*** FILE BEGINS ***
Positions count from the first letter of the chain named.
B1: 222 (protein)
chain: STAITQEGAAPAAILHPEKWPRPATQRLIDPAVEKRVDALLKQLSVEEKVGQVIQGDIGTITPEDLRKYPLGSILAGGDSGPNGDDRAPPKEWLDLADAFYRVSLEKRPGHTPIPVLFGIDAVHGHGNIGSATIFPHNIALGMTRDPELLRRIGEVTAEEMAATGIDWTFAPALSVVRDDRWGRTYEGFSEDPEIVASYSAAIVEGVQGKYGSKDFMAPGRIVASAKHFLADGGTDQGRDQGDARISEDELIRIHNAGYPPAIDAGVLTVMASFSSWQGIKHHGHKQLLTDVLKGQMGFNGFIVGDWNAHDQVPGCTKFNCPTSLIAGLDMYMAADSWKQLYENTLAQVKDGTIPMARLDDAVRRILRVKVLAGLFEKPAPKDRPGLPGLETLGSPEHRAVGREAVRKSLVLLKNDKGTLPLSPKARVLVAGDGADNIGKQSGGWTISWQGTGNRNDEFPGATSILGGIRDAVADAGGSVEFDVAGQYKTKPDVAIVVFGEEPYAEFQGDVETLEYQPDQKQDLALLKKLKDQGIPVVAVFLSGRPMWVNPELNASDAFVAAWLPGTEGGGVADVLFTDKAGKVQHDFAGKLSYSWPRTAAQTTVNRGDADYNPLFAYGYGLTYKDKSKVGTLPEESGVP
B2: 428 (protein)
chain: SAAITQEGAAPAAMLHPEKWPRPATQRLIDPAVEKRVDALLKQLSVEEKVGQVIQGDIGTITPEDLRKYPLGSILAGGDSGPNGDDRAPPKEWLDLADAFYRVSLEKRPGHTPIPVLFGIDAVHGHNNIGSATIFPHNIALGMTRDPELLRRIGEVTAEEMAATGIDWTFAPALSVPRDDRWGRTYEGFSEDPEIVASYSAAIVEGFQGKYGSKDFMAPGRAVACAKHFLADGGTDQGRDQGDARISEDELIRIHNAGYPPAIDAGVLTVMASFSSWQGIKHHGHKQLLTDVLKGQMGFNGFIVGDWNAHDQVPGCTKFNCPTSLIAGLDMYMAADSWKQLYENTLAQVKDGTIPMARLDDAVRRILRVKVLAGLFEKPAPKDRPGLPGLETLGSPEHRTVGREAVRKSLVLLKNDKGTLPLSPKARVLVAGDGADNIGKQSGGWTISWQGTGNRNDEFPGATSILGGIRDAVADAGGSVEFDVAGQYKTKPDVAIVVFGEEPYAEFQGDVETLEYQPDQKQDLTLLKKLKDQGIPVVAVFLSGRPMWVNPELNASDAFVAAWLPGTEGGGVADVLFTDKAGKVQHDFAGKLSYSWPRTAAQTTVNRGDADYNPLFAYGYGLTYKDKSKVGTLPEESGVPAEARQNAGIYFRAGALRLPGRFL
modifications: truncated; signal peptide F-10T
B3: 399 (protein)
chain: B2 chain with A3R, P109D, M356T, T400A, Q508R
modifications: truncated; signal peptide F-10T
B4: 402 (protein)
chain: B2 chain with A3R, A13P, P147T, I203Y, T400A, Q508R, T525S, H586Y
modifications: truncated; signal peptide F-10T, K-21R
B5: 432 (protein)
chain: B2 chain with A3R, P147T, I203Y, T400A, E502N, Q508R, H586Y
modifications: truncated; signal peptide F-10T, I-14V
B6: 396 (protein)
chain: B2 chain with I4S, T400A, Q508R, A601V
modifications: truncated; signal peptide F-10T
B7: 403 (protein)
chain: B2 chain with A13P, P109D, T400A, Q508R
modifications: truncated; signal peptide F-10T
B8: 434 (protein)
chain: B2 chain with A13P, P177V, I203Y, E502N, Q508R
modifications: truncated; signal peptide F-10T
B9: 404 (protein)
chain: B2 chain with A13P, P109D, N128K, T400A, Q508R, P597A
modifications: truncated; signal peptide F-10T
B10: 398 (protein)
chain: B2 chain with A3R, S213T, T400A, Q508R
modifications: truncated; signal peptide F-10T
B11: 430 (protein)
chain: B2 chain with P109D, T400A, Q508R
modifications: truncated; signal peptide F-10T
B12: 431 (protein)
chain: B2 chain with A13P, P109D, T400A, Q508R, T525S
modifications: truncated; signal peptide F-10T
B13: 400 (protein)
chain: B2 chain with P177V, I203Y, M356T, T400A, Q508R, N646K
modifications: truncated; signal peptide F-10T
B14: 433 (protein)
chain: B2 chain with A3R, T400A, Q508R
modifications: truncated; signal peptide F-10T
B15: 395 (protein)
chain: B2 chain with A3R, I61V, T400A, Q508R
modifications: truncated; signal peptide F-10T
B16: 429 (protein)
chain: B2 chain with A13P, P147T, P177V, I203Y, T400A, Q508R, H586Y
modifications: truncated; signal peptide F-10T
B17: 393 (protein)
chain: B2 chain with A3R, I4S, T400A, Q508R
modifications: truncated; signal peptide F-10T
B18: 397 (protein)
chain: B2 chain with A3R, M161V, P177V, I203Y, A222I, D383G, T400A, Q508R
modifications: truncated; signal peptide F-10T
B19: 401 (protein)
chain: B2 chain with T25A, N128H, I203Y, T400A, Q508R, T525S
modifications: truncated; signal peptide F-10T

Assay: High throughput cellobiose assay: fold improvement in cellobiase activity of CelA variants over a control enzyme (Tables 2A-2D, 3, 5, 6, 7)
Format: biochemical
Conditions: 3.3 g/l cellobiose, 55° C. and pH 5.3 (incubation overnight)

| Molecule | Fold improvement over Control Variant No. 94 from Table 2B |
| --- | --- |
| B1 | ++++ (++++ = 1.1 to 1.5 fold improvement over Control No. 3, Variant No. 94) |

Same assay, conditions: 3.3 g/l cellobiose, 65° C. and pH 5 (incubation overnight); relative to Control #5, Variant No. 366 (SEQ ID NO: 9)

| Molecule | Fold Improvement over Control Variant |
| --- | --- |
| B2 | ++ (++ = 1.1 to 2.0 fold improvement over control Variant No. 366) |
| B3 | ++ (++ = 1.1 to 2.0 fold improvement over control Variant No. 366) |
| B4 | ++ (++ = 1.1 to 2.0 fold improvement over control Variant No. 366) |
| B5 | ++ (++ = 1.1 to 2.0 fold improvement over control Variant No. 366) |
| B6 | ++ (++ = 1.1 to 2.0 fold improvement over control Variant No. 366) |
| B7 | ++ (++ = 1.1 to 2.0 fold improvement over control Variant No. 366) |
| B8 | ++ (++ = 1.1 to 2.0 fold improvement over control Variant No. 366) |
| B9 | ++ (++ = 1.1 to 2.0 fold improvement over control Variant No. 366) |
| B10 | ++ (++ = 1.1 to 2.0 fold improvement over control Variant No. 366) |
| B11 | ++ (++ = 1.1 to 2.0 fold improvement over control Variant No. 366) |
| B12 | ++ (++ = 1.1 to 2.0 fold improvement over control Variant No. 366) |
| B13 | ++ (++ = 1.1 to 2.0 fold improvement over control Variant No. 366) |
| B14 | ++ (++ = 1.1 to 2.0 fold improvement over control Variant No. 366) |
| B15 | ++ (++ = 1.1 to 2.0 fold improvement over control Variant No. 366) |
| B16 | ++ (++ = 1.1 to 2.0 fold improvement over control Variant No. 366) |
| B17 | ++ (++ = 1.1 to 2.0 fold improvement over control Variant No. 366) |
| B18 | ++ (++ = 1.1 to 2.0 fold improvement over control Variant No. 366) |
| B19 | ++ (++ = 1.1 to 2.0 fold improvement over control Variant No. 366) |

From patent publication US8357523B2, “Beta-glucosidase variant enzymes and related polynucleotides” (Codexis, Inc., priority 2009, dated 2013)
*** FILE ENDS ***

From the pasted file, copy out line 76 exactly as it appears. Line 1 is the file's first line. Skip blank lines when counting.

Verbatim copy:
| B11 | ++ (++ = 1.1 to 2.0 fold improvement over control Variant No. 366) |